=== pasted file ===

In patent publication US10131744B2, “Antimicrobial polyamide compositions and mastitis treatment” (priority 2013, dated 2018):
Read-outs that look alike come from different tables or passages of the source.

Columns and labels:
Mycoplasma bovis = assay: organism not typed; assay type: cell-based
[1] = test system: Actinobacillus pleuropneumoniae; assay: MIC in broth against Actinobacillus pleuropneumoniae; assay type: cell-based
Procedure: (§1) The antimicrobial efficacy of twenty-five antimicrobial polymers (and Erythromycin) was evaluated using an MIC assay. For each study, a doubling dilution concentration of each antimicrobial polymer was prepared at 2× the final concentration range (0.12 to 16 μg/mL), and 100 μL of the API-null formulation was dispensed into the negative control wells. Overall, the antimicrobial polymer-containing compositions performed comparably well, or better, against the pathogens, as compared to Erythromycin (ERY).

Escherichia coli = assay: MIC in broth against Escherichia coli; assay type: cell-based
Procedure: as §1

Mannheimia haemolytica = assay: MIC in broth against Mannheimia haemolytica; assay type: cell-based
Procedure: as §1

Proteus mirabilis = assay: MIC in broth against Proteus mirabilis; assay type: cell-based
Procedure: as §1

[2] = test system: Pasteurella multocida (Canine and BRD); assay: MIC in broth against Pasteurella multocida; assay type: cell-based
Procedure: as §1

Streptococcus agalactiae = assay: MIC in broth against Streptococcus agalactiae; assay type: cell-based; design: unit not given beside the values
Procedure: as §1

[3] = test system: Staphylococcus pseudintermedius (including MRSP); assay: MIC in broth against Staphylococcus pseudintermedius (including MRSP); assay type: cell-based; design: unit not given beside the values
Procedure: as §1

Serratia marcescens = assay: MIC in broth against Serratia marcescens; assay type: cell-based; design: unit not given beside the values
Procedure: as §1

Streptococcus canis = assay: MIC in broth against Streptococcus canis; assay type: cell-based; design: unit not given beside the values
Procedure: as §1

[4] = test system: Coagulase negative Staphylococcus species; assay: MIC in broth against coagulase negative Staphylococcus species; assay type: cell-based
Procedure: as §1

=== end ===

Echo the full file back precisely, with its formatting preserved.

In patent publication US10131744B2, “Antimicrobial polyamide compositions and mastitis treatment” (priority 2013, dated 2018):
Read-outs that look alike come from different tables or passages of the source.

Columns and labels:
Mycoplasma bovis = assay: organism not typed; assay type: cell-based
[1] = test system: Actinobacillus pleuropneumoniae; assay: MIC in broth against Actinobacillus pleuropneumoniae; assay type: cell-based
Procedure: (§1) The antimicrobial efficacy of twenty-five antimicrobial polymers (and Erythromycin) was evaluated using an MIC assay. For each study, a doubling dilution concentration of each antimicrobial polymer was prepared at 2× the final concentration range (0.12 to 16 μg/mL), and 100 μL of the API-null formulation was dispensed into the negative control wells. Overall, the antimicrobial polymer-containing compositions performed comparably well, or better, against the pathogens, as compared to Erythromycin (ERY).

Escherichia coli = assay: MIC in broth against Escherichia coli; assay type: cell-based
Procedure: as §1

Mannheimia haemolytica = assay: MIC in broth against Mannheimia haemolytica; assay type: cell-based
Procedure: as §1

Proteus mirabilis = assay: MIC in broth against Proteus mirabilis; assay type: cell-based
Procedure: as §1

[2] = test system: Pasteurella multocida (Canine and BRD); assay: MIC in broth against Pasteurella multocida; assay type: cell-based
Procedure: as §1

Streptococcus agalactiae = assay: MIC in broth against Streptococcus agalactiae; assay type: cell-based; design: unit not given beside the values
Procedure: as §1

[3] = test system: Staphylococcus pseudintermedius (including MRSP); assay: MIC in broth against Staphylococcus pseudintermedius (including MRSP); assay type: cell-based; design: unit not given beside the values
Procedure: as §1

Serratia marcescens = assay: MIC in broth against Serratia marcescens; assay type: cell-based; design: unit not given beside the values
Procedure: as §1

Streptococcus canis = assay: MIC in broth against Streptococcus canis; assay type: cell-based; design: unit not given beside the values
Procedure: as §1

[4] = test system: Coagulase negative Staphylococcus species; assay: MIC in broth against coagulase negative Staphylococcus species; assay type: cell-based
Procedure: as §1